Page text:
Currently owned by actor Ellen Pompeo, star of the hit TV show, Grey’s Anatomy, the three-bed, two-bath home is listed for $1,995 million. Thanks to Pompeo’s love of design and terrific eye, the house has retained the architectural integrity of Greene’s original vision with period elements and modern amenities seamlessly co-existing in the light, and airy space.
Deer, hawks, coyotes, and raccoons make the Cahuenga Pass their home. And it’s also rich in local history. The lowest pass through the Santa Monica Mountains, people have traveled through it from what is now Los Angeles to the San Fernando Valley—from a dirt road to the modern 101 freeway—for centuries.
Fittingly for the area, the first movie ever shot in Hollywood was shot on location in the Cahuenga Pass. Directed by legendary film director, D.W. Griffith, In Old California, a silent film about the Mexican era of California, was made in 1910, and inspired a blossoming movie industry.
But no historical area would be complete without a legend. And there’s a whopper: The Cahuenga Pass Treasure. Rumor has it there is lost treasure in the surrounding hills—gold and jewels buried in 1865. It’s a swashbuckler complete with intrigue, curses, and death—all the drama of a Hollywood film.
As the legend goes, it seems a shepherd named Diego Moreno stole a fortune in gold and jewels from a group of soldiers on their way to San Francisco to buy guns and ammunition for Mexican president Benito Juárez. After the theft, Moreno had a premonition of his own death. He buried his loot near an ash tree in the Hollywood Hills only to die after he told his secret to a close friend. When the friend dug for the treasure, the legend says, he too died. Stories of a curse began to circulate. Everyone looking for the treasure died in some mysterious way—nine people to date. But this didn’t deter treasure hunters—they’ve been looking for pouches of gold doubloons, diamonds, and precious gems ever since.
But the true treasure in the hills of the Cahuenga Pass is found in the cluster of mid-century houses, like 3343 Adina Drive, that dot the hillsides.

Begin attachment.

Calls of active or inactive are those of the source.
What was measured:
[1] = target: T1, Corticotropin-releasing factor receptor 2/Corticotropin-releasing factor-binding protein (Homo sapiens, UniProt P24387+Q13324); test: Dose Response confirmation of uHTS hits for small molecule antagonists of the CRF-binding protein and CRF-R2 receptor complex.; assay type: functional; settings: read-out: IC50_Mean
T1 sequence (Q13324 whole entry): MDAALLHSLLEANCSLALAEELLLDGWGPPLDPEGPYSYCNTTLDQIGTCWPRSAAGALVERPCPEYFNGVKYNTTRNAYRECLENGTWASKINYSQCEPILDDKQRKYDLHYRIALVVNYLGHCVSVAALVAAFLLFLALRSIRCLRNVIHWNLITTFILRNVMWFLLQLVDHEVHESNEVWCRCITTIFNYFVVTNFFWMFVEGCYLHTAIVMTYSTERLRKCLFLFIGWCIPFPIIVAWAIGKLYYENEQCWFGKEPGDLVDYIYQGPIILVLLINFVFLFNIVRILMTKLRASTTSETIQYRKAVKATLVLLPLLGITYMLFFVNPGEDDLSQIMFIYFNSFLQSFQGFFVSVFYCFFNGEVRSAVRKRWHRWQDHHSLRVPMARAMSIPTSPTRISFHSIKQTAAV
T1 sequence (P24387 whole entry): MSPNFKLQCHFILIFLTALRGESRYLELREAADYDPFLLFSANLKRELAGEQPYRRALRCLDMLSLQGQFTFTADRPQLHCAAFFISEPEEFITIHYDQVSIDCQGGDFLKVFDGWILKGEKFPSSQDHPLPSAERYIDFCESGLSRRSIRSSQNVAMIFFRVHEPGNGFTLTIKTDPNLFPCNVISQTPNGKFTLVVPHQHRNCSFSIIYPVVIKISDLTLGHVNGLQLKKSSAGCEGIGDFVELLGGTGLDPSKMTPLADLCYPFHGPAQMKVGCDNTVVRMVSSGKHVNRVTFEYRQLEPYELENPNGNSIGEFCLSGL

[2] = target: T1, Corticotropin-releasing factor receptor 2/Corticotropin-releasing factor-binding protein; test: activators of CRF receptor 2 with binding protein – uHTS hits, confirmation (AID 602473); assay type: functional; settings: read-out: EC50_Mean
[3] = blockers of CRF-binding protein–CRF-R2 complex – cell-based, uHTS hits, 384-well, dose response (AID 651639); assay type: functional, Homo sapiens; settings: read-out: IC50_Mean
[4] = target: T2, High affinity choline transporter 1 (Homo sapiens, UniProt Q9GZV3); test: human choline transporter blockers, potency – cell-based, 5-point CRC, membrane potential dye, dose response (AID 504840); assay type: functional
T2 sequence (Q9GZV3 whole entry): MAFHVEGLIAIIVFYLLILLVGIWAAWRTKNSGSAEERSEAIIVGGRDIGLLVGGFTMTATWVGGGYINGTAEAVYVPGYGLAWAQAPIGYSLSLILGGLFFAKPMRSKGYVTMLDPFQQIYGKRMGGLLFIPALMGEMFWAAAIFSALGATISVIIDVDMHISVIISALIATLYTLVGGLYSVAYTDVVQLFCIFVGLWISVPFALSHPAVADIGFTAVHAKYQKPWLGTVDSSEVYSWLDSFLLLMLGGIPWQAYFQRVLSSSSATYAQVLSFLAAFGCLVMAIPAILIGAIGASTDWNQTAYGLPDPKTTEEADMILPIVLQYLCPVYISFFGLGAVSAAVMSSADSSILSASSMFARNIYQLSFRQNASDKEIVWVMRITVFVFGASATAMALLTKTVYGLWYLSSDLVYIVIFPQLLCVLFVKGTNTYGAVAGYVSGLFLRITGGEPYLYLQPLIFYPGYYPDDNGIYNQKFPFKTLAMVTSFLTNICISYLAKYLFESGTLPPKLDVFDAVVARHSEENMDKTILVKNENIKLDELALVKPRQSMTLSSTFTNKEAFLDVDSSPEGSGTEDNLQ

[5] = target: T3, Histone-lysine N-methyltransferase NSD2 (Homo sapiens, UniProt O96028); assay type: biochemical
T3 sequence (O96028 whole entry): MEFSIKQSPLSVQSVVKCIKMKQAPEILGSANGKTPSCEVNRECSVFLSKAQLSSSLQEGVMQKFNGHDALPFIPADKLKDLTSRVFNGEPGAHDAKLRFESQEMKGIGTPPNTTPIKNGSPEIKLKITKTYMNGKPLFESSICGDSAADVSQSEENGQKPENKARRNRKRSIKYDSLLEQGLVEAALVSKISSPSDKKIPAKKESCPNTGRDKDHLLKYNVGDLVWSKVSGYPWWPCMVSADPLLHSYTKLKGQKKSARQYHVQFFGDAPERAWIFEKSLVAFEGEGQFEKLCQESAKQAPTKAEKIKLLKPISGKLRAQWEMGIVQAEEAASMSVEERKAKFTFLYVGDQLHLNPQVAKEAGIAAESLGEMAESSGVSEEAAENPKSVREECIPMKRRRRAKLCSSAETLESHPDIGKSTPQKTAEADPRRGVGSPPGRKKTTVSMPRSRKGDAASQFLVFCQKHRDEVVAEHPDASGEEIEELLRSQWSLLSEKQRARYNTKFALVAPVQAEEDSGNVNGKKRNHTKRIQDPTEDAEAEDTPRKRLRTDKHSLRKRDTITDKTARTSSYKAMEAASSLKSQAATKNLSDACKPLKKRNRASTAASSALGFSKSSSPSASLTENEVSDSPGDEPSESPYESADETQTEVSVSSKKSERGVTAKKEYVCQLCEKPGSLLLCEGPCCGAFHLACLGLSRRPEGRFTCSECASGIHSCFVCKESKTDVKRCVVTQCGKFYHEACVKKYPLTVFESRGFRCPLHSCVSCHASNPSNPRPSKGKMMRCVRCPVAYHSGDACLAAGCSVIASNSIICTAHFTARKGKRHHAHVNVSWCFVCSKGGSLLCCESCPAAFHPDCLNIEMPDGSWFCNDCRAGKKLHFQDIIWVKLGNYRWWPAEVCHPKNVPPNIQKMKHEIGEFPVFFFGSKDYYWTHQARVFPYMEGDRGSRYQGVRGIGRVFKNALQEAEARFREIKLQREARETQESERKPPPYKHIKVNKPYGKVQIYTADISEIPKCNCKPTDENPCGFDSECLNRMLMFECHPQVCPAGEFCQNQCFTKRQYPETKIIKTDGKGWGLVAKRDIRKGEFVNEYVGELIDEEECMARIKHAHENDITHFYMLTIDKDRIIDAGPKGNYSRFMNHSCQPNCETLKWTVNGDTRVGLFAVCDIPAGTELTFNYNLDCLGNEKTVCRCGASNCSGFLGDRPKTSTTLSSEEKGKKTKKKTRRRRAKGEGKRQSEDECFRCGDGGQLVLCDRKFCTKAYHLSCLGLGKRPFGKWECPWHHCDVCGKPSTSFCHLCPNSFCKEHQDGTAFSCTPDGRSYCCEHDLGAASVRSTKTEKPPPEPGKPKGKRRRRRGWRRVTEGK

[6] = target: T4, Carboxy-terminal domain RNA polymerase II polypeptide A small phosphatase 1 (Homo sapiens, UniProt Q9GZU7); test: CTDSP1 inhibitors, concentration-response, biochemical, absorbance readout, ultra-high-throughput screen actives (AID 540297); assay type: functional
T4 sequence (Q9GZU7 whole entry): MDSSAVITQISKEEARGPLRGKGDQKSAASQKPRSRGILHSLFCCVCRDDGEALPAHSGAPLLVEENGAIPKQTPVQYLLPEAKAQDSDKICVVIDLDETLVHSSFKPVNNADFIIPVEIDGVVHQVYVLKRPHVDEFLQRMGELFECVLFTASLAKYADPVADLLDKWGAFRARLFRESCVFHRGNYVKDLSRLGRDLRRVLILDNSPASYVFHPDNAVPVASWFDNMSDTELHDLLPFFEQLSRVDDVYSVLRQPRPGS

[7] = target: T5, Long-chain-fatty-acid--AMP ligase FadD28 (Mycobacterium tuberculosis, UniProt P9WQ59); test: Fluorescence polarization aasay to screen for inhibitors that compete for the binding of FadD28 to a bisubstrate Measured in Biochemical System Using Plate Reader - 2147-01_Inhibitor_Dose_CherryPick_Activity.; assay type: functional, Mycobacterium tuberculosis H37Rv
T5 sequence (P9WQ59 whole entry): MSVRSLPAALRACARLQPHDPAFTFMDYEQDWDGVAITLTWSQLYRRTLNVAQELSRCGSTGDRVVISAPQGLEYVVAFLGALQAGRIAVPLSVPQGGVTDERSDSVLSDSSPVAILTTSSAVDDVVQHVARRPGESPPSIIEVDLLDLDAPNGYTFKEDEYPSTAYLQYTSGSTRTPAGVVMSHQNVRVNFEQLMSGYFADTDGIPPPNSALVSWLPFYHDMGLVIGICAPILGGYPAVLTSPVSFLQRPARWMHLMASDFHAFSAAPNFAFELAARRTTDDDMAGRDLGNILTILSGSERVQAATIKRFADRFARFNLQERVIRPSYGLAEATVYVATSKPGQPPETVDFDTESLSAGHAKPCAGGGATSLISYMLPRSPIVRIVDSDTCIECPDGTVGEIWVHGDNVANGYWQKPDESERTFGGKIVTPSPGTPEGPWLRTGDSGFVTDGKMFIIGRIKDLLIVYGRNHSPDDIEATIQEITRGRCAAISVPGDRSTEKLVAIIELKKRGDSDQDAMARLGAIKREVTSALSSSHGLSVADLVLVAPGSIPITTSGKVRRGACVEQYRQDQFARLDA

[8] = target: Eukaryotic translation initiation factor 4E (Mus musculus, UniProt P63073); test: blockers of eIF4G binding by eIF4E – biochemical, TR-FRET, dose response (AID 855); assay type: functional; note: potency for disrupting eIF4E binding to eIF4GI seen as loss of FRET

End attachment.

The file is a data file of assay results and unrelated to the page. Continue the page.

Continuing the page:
Surrounded by stonewalls, the house sits on a hill amongst mature trees, native California drought plants, and tropical foliage. A gently sloped carport creates a stunning lead up to the front entrance.
The house, cocooned in a forest like a modern tree house, has massive glass windows that allow dappled light to filter into the interior spaces bringing the outside in.
Described by some as an upside down tree house because the living spaces are on the second floor. A wooden deck surrounds this floor. One step outside and you’re walking in a forest.
An asymmetrical stone fireplace creates a stunning focal point in the cantilevered living room complete with sliding glass doors, and polished floors.
Slide open the glass doors and you’ll step into a cozy barbeque area complete with stone fire pit and wrap-around benches for outdoor entertaining under the stars.
The dining room seems to float above the trees while spectacular views of the Hollywood Hills in the distance peek out between branches of Eucalyptus and Jacaranda.
A fully modernized stainless steel kitchen brings the 1950s into the 21st century with a state of the art chef’s kitchen.
While just outside, an oasis of palm trees and tropical plants surround a resort-style pool and spa area. Who needs a vacation with a backyard like this?
The master bedroom is almost completely made of glass yet still feels private and intimate.
And a secluded enclave just outside, with its outdoor tub, and flagstone patio and walls, transforms the bedroom into a spa sanctuary complete with patio shower.
A mid-century gem, 3343 Adina Drive combines the indoor/outdoor living of classic, architecturally significant 1950s homes with the latest in 21st century conveniences.
There is treasure in the Cahuenga Pass. 3343 Adina Drive proves it.
Listing courtesy of Brett Lawyer, Hilton & Hyland
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